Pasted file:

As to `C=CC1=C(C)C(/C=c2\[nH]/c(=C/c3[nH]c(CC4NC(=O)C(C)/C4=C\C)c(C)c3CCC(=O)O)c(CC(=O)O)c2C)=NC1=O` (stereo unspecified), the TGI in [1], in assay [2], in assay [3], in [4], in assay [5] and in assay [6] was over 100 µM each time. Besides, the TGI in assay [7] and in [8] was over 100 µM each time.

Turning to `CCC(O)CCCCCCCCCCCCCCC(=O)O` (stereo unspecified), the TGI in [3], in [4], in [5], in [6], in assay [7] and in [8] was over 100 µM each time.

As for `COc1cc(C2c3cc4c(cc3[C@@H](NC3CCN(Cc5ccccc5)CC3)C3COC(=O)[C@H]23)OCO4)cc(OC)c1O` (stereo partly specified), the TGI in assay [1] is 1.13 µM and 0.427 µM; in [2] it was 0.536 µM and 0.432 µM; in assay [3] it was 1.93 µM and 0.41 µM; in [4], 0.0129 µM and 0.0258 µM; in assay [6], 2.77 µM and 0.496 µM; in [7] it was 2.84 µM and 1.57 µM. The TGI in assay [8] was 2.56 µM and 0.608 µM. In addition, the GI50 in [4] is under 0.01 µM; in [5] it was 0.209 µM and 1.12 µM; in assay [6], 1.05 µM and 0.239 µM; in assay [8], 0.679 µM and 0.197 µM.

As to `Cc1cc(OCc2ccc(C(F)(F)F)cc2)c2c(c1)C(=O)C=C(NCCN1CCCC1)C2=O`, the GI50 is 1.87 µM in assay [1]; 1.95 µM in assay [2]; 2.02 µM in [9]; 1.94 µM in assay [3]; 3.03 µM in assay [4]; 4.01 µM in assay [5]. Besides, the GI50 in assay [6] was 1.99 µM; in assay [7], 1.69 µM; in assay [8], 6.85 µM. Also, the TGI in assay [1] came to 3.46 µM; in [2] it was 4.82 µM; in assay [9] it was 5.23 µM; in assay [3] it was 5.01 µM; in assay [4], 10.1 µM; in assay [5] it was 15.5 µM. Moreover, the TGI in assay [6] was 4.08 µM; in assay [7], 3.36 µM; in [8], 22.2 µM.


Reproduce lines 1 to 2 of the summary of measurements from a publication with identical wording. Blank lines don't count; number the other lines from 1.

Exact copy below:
As to `C=CC1=C(C)C(/C=c2\[nH]/c(=C/c3[nH]c(CC4NC(=O)C(C)/C4=C\C)c(C)c3CCC(=O)O)c(CC(=O)O)c2C)=NC1=O` (stereo unspecified), the TGI in [1], in assay [2], in assay [3], in [4], in assay [5] and in assay [6] was over 100 µM each time. Besides, the TGI in assay [7] and in [8] was over 100 µM each time.

Turning to `CCC(O)CCCCCCCCCCCCCCC(=O)O` (stereo unspecified), the TGI in [3], in [4], in [5], in [6], in assay [7] and in [8] was over 100 µM each time.